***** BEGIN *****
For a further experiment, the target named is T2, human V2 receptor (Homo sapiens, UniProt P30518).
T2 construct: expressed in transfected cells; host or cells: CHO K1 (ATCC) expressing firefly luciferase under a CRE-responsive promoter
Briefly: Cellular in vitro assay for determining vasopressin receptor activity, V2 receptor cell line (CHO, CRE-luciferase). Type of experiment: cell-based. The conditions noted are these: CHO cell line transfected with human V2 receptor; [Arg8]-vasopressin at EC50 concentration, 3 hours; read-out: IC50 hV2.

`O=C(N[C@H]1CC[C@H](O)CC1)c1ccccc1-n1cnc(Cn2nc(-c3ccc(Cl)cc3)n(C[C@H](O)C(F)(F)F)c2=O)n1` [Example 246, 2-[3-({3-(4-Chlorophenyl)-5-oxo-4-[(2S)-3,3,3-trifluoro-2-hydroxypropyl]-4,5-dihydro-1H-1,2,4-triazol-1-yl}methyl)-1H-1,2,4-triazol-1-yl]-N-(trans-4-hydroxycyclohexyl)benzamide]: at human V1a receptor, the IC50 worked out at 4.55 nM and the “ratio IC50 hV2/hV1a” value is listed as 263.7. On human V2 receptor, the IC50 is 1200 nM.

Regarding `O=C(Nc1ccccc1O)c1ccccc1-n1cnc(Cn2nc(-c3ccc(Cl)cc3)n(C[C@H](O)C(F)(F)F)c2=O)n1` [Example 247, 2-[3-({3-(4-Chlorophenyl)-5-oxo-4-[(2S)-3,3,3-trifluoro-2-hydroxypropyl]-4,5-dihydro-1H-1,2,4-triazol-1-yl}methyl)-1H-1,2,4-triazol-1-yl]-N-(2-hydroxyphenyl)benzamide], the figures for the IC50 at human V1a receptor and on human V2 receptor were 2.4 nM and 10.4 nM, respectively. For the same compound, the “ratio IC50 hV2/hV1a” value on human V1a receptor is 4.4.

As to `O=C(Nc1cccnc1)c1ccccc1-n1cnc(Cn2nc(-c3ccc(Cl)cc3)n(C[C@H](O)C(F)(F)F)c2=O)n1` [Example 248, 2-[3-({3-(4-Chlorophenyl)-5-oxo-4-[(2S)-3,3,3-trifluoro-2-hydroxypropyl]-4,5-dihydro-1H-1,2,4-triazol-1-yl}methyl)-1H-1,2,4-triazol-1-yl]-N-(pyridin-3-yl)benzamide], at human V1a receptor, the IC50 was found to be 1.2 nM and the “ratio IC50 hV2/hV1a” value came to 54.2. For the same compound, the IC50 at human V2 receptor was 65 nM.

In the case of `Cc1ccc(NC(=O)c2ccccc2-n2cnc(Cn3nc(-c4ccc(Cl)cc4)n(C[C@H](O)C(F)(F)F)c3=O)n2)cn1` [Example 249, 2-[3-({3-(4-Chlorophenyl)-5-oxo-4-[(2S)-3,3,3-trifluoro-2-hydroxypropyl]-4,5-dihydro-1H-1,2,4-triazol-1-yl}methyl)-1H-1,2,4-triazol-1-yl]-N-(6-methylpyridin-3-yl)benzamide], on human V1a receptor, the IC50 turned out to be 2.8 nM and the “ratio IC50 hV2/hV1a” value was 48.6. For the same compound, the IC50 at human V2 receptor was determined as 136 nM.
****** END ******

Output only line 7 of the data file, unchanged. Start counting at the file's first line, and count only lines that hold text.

In the case of `Cc1ccc(NC(=O)c2ccccc2-n2cnc(Cn3nc(-c4ccc(Cl)cc4)n(C[C@H](O)C(F)(F)F)c3=O)n2)cn1` [Example 249, 2-[3-({3-(4-Chlorophenyl)-5-oxo-4-[(2S)-3,3,3-trifluoro-2-hydroxypropyl]-4,5-dihydro-1H-1,2,4-triazol-1-yl}methyl)-1H-1,2,4-triazol-1-yl]-N-(6-methylpyridin-3-yl)benzamide], on human V1a receptor, the IC50 turned out to be 2.8 nM and the “ratio IC50 hV2/hV1a” value was 48.6. For the same compound, the IC50 at human V2 receptor was determined as 136 nM.